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Hello I have code which replaces document.write, makes a buffer and than pushes buffer into the document:

 var lazyLoad = (function () {

    var counter = 0
    var buffer = new Array()
    function work(options){ 
        window.d = document     
        var tmp_buffer
        d.write = d.writeln = function(s){  tmp_buffer += s}

        d.open = d.close = function(){}
        s = d.createElement('script') 

        s.onload = function () {
            buffer[counter] = tmp_buffer
            window.setTimeout(function() {
                d.getElementById(options.block).innerHTML += buffer[counter]            
            }, 0)

    return {

            init: function (options) {

                var CONFIG = {
                url: '',
                block: ''

                $.extend(CONFIG, options)

                random = $('#'+CONFIG.block).attr('rel')
                id = $('#'+CONFIG.block).attr('id').replace(random,'')
                id = id.replace('DIV','')
                size = id.split('X')
                ele_width = size[0] || CONFIG.width
                ele_height = size[1] || CONFIG.height


                    if(options.adfox) {
                        random = $('#'+CONFIG.block).attr('id')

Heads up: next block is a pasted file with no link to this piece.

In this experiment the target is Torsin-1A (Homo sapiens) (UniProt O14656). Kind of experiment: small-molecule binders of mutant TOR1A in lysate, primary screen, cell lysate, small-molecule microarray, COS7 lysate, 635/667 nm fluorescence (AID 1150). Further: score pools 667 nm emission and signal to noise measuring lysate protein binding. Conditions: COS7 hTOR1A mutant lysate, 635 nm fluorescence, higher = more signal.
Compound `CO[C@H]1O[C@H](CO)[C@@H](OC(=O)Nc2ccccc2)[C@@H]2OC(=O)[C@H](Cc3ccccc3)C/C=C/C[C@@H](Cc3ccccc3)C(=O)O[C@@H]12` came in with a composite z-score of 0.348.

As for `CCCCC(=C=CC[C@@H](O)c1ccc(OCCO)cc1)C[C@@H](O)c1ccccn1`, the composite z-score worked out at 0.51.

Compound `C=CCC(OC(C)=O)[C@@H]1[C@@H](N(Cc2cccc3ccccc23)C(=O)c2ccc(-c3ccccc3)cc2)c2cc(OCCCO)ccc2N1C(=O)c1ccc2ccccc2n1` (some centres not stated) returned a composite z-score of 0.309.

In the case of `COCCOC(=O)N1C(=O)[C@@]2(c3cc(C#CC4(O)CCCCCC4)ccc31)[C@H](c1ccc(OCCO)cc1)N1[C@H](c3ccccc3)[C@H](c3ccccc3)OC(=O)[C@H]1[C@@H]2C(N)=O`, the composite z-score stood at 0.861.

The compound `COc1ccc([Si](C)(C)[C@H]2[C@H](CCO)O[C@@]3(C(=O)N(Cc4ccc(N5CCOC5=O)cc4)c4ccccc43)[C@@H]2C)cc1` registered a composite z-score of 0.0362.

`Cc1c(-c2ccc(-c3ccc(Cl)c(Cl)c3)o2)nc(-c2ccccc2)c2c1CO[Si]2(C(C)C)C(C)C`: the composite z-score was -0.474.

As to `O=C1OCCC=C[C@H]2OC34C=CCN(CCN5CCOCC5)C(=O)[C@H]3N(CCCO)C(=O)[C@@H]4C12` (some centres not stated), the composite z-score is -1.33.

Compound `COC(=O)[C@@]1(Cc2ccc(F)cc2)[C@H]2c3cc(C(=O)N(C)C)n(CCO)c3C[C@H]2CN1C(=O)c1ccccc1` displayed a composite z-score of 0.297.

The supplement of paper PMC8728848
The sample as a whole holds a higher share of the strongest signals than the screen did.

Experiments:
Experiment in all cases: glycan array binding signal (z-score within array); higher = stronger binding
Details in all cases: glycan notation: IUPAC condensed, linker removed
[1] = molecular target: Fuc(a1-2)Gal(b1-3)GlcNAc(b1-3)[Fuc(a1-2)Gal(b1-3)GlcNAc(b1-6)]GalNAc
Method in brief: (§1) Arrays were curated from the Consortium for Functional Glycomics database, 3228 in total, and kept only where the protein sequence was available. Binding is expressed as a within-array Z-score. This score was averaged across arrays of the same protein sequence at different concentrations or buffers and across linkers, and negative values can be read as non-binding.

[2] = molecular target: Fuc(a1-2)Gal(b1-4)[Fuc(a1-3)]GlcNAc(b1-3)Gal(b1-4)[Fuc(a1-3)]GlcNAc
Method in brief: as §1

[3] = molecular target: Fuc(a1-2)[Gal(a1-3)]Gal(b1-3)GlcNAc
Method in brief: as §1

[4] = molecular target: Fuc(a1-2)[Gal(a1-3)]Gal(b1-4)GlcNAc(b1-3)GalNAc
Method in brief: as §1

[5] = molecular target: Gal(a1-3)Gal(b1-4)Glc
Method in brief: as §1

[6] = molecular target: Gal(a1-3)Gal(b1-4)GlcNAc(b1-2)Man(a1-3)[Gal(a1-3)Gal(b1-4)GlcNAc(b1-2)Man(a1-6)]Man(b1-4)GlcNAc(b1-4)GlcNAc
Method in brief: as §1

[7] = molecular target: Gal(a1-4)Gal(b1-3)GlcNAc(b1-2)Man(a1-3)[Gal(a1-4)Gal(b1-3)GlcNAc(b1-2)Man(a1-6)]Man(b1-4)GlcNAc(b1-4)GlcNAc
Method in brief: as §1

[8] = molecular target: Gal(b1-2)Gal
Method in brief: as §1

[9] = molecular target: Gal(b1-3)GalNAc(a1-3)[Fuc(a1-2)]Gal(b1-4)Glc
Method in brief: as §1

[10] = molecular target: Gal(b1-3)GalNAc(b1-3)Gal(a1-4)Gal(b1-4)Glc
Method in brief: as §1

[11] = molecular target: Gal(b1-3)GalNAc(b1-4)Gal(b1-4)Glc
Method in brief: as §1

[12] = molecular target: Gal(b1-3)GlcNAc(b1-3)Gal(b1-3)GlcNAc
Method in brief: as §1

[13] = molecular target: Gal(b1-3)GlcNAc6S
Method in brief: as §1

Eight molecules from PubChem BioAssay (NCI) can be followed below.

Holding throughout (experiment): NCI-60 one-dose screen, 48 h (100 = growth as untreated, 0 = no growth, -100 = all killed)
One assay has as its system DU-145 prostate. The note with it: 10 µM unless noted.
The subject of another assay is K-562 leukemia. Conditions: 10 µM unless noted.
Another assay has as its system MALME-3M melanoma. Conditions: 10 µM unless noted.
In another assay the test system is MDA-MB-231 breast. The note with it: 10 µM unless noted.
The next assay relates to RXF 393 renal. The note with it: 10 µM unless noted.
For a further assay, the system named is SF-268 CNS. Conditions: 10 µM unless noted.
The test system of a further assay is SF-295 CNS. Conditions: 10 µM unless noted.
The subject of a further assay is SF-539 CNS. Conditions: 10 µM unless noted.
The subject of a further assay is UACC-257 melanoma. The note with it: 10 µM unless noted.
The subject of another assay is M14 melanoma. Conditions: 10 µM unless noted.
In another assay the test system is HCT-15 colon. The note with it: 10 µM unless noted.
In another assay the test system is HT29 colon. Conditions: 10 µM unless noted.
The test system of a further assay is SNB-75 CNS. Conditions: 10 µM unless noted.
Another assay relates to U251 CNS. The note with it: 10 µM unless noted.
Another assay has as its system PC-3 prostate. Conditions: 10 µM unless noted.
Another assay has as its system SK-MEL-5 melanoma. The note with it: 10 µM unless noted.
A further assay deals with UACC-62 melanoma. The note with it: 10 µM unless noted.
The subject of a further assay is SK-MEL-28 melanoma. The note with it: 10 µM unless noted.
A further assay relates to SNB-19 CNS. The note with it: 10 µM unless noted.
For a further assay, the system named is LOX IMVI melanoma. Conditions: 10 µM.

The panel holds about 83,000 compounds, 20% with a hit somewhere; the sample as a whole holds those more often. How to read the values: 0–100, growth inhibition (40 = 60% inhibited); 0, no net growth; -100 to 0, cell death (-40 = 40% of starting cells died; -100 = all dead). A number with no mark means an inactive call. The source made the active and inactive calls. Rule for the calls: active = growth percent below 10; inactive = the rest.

AdFox_getCodeScript(1, random, CONFIG.url)



If I init it once:


But if I call it again with other parameters:


First init wont work. buffer will be empty. Where is my mistake?

share|improve this question
Hi. Shouldn't you pass an object literal {url: 'http://test.com/test.js', block: div1} as parameter of the init() function ? Do you get any error ? When do you call the init() ? –  Didier Ghys Nov 10 '11 at 6:40
ops, bad copy-paste :) fixed –  rsboarder Nov 10 '11 at 6:47

1 Answer 1

I think that


will overwrite the event handler. Try using:



instead. I think it'll add an array of event handlers. I could be wrong though. Please let me know how it turns out.

Also, it doesn't look like you're defining "s" in the local scope. If you don't put "var" in front of a variable when you define it, it'll get created in the global scope.

share|improve this answer
Unfortunately it doesn't help. –  rsboarder Nov 10 '11 at 6:51
Would you be able to expose a url so I could see the whole context? –  Homer6 Nov 10 '11 at 6:55
I think the problem is with tmp_buffer. When you use it in the second closure (within the s.onload function), it overwrites the first one. Can you try to put tmp_buffer.divid.value instead of just the tmp_buffer variable? That is, create one serialized variable for each of the "onload" callbacks. So, when the s.onload callback is eventually invoked, it refers to the proper tmp_buffer data. –  Homer6 Nov 10 '11 at 7:32
can you give the code sample? –  rsboarder Nov 10 '11 at 7:38
that is... imagine that when you set the s.src variable, it asynchronously makes a call to retrieve that javascript file... and say that call takes 100ms... by the time the call comes back, the second event handler has already attached the event handler... so, the tmp_buffer in the first event handler has already been overwritten by the second tmp_buffer before the first s.onload is called... –  Homer6 Nov 10 '11 at 7:44

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